Weights and measures
All parts and percentages reported herein are by weight (w/w) or weight/volume (w/v) percentage, in which the weight or volume in the denominator represents the total weight or volume of the system. Concentrations of water soluble constituents in aqueous solution (e.g. glucose) are given in millimolar concentration (mM=millimoles per liter) referred to the volume of water in the system. All temperatures are reported in degrees Celsius. Diameters or dimensions are given in millimeters (mm=10.sup.-3 meters), micrometers (um=10.sup.-6 meters), nanometers (nm=10.sup.-9 meters) or Angstrom units (=0.1 nm). The compositions of the invention can comprise, consist essentially of or consist of the materials set forth and the process or method can comprise, consist essentially of or consist of the steps set forth with such materials.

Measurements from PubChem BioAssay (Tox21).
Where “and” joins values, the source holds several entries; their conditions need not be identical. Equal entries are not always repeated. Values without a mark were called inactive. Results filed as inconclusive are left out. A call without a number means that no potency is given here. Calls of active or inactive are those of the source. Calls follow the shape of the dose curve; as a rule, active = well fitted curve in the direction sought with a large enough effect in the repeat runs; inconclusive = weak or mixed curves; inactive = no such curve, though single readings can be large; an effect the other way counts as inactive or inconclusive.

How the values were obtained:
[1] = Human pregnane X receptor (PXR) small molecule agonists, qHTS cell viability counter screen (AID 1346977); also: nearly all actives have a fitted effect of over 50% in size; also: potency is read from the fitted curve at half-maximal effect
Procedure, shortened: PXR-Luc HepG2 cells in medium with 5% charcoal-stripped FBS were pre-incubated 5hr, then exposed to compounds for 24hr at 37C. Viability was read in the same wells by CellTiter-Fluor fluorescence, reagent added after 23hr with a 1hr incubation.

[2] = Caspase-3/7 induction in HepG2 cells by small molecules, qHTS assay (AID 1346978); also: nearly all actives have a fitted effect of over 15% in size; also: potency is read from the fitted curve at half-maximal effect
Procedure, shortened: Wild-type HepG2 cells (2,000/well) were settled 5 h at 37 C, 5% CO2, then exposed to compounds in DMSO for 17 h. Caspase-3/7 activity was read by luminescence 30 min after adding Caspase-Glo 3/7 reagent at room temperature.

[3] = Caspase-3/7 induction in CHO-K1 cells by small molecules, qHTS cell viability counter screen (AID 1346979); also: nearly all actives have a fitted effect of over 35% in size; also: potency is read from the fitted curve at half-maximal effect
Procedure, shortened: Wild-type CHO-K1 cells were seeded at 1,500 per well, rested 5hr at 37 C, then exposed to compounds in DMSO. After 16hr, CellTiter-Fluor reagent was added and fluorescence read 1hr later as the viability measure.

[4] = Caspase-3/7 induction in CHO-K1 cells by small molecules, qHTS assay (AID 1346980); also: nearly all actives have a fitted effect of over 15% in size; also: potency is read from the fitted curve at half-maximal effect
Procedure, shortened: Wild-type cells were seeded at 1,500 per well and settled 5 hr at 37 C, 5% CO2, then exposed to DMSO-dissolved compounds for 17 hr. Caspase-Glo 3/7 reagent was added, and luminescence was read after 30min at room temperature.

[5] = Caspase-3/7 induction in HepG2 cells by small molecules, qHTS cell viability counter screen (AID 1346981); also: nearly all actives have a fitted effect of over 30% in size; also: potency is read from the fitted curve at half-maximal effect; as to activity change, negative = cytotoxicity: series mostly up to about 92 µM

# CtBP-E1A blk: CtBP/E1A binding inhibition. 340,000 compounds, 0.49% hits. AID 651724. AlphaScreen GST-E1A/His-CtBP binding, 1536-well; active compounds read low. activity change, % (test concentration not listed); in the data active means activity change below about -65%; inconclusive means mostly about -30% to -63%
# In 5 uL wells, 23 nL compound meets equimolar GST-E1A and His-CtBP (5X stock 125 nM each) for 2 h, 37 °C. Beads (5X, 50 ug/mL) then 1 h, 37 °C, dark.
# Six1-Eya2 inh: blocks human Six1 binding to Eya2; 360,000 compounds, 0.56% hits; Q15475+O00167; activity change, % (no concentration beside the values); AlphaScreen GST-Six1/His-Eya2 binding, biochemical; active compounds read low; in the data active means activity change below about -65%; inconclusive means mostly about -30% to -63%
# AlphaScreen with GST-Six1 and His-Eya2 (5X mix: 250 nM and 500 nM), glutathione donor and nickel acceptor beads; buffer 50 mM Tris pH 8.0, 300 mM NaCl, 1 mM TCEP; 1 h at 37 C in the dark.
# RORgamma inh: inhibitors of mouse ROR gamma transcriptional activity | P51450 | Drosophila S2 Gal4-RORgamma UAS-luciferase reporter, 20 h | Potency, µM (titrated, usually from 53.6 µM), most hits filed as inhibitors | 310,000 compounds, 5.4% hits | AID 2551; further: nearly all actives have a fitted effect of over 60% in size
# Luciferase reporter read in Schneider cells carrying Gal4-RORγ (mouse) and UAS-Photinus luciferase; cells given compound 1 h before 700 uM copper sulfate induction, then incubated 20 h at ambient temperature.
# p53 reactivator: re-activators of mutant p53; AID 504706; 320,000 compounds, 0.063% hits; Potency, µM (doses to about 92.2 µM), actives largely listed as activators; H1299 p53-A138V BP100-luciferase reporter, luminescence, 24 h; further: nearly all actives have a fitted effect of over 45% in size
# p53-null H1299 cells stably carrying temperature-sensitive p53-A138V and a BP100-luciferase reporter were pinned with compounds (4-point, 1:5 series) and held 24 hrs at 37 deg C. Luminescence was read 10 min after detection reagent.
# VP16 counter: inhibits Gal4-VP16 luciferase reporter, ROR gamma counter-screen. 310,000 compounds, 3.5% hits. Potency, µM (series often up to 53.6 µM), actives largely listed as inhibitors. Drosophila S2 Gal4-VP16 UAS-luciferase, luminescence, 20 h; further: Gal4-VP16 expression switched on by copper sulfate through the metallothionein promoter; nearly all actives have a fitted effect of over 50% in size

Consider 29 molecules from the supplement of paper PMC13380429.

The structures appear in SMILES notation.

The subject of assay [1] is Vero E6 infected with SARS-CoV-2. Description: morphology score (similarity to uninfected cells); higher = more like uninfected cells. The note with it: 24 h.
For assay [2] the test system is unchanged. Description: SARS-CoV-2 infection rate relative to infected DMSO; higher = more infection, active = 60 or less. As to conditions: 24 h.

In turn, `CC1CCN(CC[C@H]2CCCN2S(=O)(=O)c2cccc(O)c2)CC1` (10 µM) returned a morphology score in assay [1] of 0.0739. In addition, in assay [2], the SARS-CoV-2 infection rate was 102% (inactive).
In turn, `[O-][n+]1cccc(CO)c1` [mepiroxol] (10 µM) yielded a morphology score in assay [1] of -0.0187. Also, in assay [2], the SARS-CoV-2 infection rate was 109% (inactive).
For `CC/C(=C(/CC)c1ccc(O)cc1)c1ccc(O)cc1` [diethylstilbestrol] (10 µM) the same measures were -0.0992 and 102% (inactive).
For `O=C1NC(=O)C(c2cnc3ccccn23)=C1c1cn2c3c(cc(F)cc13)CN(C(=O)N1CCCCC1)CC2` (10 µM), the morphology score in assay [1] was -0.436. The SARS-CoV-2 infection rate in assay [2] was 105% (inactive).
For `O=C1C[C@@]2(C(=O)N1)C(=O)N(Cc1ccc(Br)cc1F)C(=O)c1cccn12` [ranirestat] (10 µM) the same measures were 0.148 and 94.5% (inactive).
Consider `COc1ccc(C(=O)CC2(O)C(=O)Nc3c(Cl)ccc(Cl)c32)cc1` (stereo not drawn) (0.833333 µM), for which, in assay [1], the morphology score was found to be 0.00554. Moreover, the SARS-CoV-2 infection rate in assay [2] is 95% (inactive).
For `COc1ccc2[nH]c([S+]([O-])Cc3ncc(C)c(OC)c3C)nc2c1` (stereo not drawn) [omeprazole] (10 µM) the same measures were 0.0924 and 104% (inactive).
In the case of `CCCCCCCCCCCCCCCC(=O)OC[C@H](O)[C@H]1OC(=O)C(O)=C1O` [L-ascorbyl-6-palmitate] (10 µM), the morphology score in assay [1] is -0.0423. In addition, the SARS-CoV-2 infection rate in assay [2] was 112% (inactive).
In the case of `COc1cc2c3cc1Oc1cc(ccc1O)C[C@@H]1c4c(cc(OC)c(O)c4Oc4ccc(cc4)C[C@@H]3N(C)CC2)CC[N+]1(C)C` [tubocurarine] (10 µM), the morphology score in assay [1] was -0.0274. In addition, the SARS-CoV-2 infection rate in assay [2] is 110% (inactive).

Heparin (0.3 gm) is precipitated from aqueous solution by addition of 0.3 gm protamine. The insoluble material is washed, resuspended in 3.0 ml isotonic glucose, 0.6 ml egg lecithin are added and the mixture is sonicated for 20 min to produce lecithin-coated microcrystals (solid microparticles) of protamine-heparin complex.
Tristearin (0.6) and 0.3 gm egg lecithin is added to 3.0 ml of isotonic glucose containing bovine serum albumin (BSA) at 5 mg/ml. The mixture is sonicated for 10 min, 0.3 gm egg lecithin are added, and the mixture is homogenized with a Polytron tristearin microcrystals (solid microparticles) entrapping 0.5% BSA in water-soluble form.
The preparation of Example 3 in which the water-soluble antibiotic gentamycin is substituted for BSA. This product constitutes lecithin-coated tristearin microcrystals (solid microparticles) entrapping 0.5% gentamycin in water-soluble form.